YSU’s own season of love
Beginning Friday, students at Youngstown State University will sing in protest against a money-hungry philanthropist and not pay their rent. They’ll also address HIV/AIDS and drug addiction, among other serious subjects.
And it’s all happening on stage at Bliss Hall’s Ford Theater during University Theater’s performance of the popular rock-musical “RENT.”
Eric Shonk, a musical theater major at YSU, is playing the role of Benjamin “Benny” Coffin III, the play’s antagonist who used to be friends with the other characters, but sold out and married a millionaire’s daughter.
Shonk said when he found out that the department would be doing “RENT” as the fall musical, he cut himself off from all other versions. Although it’s one of his favorite musicals, he hasn’t listened to any soundtracks or watched the movie version since May.
“My goal was to get in ‘RENT.’ I didn’t care what character I was,” he said.
Shonk said he wanted to approach the role of Benny in a different way. He questions if Benny’s motivation for evacuating the residents was money, or if it was a desire to make their dreams a reality before they die.
“Essentially, in this play, your friends are dying,” Shonk said. “I see he’s trying to get that dream alive. He’s doing what he and his friends always dreamed of.”
Kylie Davis and Carly Magnuson are sharing the role of Mimi Marquez, a firecracker stripper who struggles to make ends meet in New York City while battling disease and addiction.
Davis said she has a close connection with “RENT” and has wanted to play Mimi since she first saw the musical.
“From the second that I saw ‘RENT,’ it has changed my life in so many ways,” Davis said.
Davis, a freshman theater major, said she and her co-stars were ecstatic when they found out they were cast, jumping and hugging one other in excitement.
Davis said performing the role is a fun challenge — “especially at the end where she is basically dying.”
Students are also working to pull the audience into the performance with behind-the-scenes work.
Zach Cummins, a junior theater major, is the musical’s light designer.
“We have cool special effects to help the audience feel what the characters are feeling. It’s also a rock-musical, so the lights have more of a rock feel,” Cummins said.
Cummins is controlling 280 lights on the stage. He said he’s been interested in light design since he was 13 years old, and he jumped onto the opportunity to do lights for “RENT.”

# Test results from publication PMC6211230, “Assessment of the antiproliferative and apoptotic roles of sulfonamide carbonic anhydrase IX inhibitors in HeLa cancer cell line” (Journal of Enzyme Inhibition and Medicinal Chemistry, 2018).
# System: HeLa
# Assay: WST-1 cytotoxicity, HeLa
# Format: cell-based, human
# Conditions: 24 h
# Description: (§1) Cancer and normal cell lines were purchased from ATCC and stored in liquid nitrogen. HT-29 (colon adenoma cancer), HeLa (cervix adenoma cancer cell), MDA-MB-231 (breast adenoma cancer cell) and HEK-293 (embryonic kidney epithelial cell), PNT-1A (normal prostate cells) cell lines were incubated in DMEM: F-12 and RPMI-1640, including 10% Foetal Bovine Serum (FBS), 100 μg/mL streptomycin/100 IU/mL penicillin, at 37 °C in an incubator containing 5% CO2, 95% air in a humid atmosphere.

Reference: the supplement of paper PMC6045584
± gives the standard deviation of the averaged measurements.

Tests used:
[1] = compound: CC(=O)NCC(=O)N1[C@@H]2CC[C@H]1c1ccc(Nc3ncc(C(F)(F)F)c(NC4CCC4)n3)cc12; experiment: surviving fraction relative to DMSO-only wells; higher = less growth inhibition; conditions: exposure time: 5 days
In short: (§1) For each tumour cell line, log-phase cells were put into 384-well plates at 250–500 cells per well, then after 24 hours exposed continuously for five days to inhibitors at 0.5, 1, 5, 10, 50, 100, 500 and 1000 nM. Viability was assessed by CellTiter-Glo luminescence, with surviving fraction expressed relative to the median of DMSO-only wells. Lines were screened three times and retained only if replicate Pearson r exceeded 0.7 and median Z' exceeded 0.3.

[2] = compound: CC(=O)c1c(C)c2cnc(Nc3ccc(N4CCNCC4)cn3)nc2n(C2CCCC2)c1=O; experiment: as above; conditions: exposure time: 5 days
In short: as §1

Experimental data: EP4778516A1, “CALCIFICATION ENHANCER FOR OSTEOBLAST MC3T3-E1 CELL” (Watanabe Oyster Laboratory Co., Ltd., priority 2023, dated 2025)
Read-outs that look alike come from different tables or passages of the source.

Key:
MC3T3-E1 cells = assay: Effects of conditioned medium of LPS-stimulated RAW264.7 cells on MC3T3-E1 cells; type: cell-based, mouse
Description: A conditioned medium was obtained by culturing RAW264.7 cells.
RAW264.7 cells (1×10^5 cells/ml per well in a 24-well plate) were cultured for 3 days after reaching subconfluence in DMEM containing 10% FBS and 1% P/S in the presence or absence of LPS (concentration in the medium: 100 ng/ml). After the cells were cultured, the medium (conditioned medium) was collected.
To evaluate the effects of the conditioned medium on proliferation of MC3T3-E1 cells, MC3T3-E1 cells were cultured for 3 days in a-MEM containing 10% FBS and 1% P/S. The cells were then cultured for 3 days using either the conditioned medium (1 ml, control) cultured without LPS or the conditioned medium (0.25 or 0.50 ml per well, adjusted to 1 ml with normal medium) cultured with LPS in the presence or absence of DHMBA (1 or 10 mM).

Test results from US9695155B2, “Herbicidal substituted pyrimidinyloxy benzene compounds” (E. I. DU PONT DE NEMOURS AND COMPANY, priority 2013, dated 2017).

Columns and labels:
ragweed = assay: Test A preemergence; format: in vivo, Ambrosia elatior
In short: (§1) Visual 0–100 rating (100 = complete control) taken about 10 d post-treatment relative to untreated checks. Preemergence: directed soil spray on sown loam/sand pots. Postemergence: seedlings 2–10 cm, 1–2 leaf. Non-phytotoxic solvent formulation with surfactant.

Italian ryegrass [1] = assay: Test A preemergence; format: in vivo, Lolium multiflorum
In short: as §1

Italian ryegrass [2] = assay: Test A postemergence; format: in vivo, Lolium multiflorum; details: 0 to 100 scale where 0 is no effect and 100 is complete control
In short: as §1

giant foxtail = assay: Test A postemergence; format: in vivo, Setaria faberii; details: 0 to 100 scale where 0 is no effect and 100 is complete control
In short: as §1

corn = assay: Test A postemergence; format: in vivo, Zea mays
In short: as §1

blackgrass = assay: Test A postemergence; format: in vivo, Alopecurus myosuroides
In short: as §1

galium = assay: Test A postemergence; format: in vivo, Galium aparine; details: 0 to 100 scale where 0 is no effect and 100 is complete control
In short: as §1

Scott Irelan, director of “RENT” and chair of the theater and dance department, said he grew up with the musical and has seen how it’s developed from workshopping to Broadway.
Irelan has been following “RENT” since its breakout in 1996. He said the stage setup was inspired by the old-school version instead of the modernized version depicted in the 2008 movie.
The stage setup has a desk at center stage, along with piping the characters dance around, a pay phone and an answering machine. No set changes occur throughout the performance.
Irelan also helped students develop their own versions of the characters by discussing the issues in the musical.
“We had a lot of discussion about what it meant to be alive with these struggles,” Irelan said.
Since the play has characters living with HIV/AIDS, Irelan said he wanted the students to grasp the severity of the disease.
“Bringing that gravity was enough to get them into character,” Irelan said.
He gave the song “I’ll Cover You,” which is sung between the characters Collins and Angel, as an example.
“It’s about two people who are connected. They both have AIDS and know they’re both going to die, but they’ve made a commitment to be with each other knowing this,” Irelan said.
Shonk said those interested in attending the performances shouldn’t anticipate a replication of the movie version; YSU is doing things a bit differently.
“Everyone is expecting the movie. Everyone is expecting the Broadway version. If you want to see something different, come see this show,” Shonk said.
He said the play is about celebrating life, and that’s the theme YSU tried to bring out.
“Like the song ‘Seasons of Love’ says, how do you measure a year? Go for the meaning behind this play, which is a celebration of life,” Shonk said.
“RENT” will run Thursday through Sunday, as well as Nov. 16, 17 and 18. Thursday through Saturday performances begin at 7:30 p.m., while Sunday matinees begin at 3 p.m.